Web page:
“What the heck is it with Easter? I mean bunnies and eggs? What’s one got to do with the other?” Easter perplexes the heck out of my daughter. She loves the candy and the decorating of eggs of course, but she’s long been incredulous at the array of seemingly unconnected symbolism that is so associated with this spring holiday.
This year we decided to buckle down and do a little research. What we found was pretty interesting. Of course there is the usual history of Easter Egg decorating, the finest examples of course being the Pysanky designs of Ukrainian tradition. Who doesn’t love a good Pysanky egg? Wikipedia will tell you all about the pagan origins of Easter, and the tradition of eggs and bunnies as ultimate symbols of fertility. Still we’d found this information in the past. What we really wanted was a good solid link between bunnies and eggs.
Finally we found it! Well sort of. One theory oft repeated on various Easter history sites is that in the “olden times” people tended to confuse the ground nests of birds called plovers, with the forms (another word for nest) of hares. Occasionally an olden timer would come across one of these nests in the spring and confuse it with a hare nest, subsequently determining that hares must lay eggs in the spring. At least that’s the story the internet tells. I tend to think we don’t give folks enough credit, and probably this whole idea was just part of the overall Easter story grownups told to kids for amusement. Regardless in all the old stories the Easter rodent is always a hare, not a rabbit. Hares and rabbits are different animals, albeit related. Bunnies in particular are young rabbits, not hares. So in fact all this hullabaloo about the Easter Bunny is just kind of totally wrong. At least according to the internet.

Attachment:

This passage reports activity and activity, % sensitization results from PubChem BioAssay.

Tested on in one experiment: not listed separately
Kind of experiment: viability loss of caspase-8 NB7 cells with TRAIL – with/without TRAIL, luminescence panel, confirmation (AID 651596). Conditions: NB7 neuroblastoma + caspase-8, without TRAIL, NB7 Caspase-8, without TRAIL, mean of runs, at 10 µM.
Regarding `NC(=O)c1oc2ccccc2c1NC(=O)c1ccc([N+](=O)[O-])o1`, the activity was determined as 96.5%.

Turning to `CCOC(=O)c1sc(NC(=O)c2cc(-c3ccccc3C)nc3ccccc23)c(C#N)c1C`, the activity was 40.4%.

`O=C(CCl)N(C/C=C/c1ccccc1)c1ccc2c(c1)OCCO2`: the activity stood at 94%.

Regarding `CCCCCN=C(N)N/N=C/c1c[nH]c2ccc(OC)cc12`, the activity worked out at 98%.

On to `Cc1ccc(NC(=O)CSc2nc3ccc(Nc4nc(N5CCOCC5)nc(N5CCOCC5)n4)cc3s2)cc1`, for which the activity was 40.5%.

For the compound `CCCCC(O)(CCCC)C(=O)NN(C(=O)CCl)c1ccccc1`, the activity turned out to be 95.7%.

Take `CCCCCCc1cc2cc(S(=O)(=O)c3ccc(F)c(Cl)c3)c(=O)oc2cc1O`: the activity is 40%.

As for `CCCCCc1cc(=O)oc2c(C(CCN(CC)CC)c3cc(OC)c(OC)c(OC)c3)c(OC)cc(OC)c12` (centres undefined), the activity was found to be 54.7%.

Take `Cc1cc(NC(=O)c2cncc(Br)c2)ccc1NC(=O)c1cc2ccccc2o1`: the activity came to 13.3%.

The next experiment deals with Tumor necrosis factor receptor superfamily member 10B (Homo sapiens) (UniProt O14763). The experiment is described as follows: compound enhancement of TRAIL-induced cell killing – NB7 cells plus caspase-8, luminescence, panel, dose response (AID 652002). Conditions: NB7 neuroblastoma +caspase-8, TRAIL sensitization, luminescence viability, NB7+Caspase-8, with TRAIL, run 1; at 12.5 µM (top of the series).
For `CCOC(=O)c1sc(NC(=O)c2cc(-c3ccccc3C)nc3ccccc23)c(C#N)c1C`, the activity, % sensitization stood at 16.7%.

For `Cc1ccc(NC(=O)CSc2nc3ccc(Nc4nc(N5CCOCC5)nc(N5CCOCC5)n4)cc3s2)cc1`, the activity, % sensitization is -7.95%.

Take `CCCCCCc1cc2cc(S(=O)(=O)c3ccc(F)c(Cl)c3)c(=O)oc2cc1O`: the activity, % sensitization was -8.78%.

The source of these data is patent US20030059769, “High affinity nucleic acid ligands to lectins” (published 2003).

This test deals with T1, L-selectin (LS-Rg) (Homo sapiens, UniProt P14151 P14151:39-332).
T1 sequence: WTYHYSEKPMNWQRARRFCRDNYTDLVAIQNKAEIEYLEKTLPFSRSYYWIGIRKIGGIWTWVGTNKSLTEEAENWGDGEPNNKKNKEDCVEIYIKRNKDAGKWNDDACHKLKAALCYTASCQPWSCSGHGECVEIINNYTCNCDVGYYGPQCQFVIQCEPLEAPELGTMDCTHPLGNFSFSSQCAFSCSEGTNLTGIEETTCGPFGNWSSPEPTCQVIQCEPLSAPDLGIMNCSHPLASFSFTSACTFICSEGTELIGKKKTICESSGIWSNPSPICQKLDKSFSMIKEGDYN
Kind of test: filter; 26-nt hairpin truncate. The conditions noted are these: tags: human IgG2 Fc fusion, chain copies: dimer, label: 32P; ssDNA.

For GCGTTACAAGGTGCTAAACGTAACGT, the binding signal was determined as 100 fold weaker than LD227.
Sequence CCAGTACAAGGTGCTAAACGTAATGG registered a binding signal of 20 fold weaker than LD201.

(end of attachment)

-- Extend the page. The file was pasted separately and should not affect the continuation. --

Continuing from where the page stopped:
But really who cares? Easter is fun. Bunnies, candy, decorating eggs? Sign me up.
This months coloring page is a bunny (not a hare), surrounded by an assortment of pysanky eggs.
Happy coloring! And Happy Spring!
1 thought on “Printable Fun for Easter: Plus, the Link Between Eggs and Rabbits, Revealed!”
My own research has turned up that the connection between the two was tenuous. Although the link between Eostre/Ostara and Easter is poorly documented (other than being the source of the word ‘Easter’), there is no question that many peoples had celebrations in the early spring.
Early spring was an amazing time. In a period of weeks, the world went from dead to brilliantly alive (and many early cultures did believe the world literally died in the winter, so spring wasn’t just ‘hey nice weather is here’, it is ‘hey, the world didn’t stay dead forever’.) What better excuse to have a party? Spring is a time of life, and a time of fertility, and spring festivals were frequently festivals of just that – fertility.
There are a great many things that have been taken to represent fertility. Pomegranates, with their numerous seeds. Eggs, as they are an obvious, visible source of life. Hares, for their, er, obviously fertile ways. Direct symbols, such as phallic imagery.
Early Anglo-Saxon festivals used two of those – eggs and hares – in their festivals. Without getting too much into the early churches practices, let’s just say that they adopted the name and symbology of the local holidays when they moved in (look up the history of Halloween and Christmas trees for similar examples.)
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